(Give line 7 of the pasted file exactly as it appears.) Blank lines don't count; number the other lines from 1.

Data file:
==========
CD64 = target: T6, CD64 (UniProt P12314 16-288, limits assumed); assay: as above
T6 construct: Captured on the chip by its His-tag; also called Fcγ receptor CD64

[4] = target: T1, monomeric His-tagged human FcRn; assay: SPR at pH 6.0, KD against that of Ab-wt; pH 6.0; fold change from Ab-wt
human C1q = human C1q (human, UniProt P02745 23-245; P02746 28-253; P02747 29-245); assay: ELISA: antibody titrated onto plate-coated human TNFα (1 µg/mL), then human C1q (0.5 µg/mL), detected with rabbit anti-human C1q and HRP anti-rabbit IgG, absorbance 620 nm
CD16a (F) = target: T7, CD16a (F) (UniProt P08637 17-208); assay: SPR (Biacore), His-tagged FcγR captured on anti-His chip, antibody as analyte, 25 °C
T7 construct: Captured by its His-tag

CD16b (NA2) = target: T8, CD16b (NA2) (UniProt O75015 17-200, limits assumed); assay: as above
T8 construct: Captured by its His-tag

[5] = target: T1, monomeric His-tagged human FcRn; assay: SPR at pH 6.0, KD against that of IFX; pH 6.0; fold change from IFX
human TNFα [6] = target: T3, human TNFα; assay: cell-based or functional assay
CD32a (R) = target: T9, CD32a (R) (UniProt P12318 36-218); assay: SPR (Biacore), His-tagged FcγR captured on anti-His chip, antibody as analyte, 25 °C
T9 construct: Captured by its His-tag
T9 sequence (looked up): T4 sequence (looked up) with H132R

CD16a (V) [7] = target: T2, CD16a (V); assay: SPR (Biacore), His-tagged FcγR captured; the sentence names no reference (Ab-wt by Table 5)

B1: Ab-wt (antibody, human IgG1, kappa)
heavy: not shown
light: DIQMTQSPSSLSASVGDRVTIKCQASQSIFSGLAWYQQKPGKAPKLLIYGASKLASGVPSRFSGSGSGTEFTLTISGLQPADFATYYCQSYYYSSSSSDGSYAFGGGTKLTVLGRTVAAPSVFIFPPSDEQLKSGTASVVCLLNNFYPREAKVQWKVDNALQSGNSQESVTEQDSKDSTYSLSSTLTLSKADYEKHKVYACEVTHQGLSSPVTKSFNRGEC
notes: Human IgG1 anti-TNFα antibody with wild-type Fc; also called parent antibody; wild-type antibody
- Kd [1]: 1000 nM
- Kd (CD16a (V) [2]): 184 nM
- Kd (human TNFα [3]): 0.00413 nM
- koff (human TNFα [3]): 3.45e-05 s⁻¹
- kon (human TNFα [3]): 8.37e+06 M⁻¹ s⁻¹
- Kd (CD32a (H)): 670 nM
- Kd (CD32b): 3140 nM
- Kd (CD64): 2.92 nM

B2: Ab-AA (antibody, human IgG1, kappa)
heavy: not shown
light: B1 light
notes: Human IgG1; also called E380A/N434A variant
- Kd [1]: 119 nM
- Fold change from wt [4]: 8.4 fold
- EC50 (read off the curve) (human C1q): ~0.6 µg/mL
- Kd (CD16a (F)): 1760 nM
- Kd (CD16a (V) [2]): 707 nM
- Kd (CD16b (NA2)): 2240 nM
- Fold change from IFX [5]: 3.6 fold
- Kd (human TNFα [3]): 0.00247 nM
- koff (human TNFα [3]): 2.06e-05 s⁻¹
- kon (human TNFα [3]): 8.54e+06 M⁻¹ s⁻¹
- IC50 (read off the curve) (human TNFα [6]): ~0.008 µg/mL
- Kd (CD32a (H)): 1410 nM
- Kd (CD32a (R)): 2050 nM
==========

CD16b (NA2) = target: T8, CD16b (NA2) (UniProt O75015 17-200, limits assumed); assay: as above